It is no surprise to scientists that the largest social network on the web is called Facebook. Identifying people by their face is fundamental to our social interactions, one of the primary reasons vision researchers are trying to find out how our brain processes facial identity.
In a study recently published in the Journal of Vision, scientists used an original approach a method that "shakes" the brain gently and repeatedly by making an image appear and disappear at a constant rate to evaluate its sensitivity to perceiving facial identity. The technique is called steady-state visual evoked potential (SSVEP).
"If we measure global human brain activity when one face is viewed, it cannot be differentiated from brain activity when another face is viewed," said author Bruno Rossion, PhD, a researcher at the Institute of Psychology and Institute of Neuroscience, Université Catholique de Louvain, Belgium. "This is why we relied on a method in which brain activity is compared between repetition of the same face and the presentation of different faces in succession."
During the experiment, 12 participants were presented with a series of faces appearing at a frequency of 3.5 faces per second. The result showed the brain signal at that specific frequency only was much larger when a sequence of different faces was presented at that rate than when an identical face was repeated.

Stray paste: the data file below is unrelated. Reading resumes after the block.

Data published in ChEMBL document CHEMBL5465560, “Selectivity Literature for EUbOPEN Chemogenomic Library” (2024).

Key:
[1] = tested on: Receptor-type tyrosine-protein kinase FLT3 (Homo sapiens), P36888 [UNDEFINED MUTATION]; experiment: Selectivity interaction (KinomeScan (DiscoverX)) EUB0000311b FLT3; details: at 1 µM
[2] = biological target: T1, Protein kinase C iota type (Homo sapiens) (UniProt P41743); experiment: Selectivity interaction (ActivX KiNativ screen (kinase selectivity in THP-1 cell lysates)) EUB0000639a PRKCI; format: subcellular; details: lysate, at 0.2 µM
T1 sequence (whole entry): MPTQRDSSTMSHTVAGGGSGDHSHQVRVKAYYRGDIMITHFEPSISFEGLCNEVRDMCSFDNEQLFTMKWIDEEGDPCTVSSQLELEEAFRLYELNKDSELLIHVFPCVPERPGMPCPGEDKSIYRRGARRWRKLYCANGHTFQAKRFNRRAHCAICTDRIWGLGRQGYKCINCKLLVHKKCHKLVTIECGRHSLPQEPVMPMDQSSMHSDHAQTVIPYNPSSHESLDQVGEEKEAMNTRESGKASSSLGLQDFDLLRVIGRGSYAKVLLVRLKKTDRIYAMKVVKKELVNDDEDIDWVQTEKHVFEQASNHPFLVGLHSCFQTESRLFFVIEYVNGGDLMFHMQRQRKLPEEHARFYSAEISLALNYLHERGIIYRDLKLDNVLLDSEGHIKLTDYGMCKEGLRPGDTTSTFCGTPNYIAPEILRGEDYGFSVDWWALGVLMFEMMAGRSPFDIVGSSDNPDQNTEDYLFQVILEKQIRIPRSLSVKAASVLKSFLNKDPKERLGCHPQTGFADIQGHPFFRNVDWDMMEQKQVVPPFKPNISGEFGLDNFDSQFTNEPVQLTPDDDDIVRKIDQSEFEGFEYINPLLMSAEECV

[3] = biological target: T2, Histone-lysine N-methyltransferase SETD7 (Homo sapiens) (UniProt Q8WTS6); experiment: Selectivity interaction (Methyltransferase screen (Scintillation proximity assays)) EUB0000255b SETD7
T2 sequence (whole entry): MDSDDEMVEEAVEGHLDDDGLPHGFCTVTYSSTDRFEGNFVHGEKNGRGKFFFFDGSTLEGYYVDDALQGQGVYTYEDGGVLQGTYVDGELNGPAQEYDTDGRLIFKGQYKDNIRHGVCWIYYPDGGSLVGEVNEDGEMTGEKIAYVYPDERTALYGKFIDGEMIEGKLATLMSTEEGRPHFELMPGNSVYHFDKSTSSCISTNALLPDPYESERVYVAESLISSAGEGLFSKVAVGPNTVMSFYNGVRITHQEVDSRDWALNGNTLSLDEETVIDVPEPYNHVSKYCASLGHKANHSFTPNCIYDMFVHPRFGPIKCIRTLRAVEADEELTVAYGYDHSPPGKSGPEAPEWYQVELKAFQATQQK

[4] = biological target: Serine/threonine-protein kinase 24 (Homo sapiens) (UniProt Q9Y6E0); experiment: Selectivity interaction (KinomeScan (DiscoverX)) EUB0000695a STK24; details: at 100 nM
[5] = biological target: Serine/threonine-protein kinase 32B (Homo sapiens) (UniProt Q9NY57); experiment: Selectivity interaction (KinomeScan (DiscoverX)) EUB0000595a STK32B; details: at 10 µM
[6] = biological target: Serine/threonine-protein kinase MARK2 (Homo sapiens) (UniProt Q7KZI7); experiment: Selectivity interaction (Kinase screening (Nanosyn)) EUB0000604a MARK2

The research team was positively surprised by the resulting large size of the difference between the two conditions, obtained only after one minute and a half of testing, and was equally astonished that the difference in conditions did not exist when the faces were inverted. The study also confirmed that the region for face perception lies primarily in the posterior part of the brain's right hemisphere.
The ability to recognize a face is a common problem in cases of sudden onset of posterior brain damage, neurodegenerative disorders like Alzheimer disease and other forms of dementia and social disorders such as autism. Rossion points out that an advantage of using this highly sensitive SSVEP methods is that it can be used and compared objectively in different human populations adults, infants, children, neurological patients, people with long-life face recognition impairments or autism - without requiring complex instructions and a long testing duration.
"Face recognition involves the most complex aspects of perception and memory and, for this reason, understanding how it works has large-scale implication," Rossion adds. "Ultimately, through a better understanding of this function, we will make tremendous progress in our understanding of how the brain works in general, develop tools to detect its dysfunction and hopefully help remedy it."
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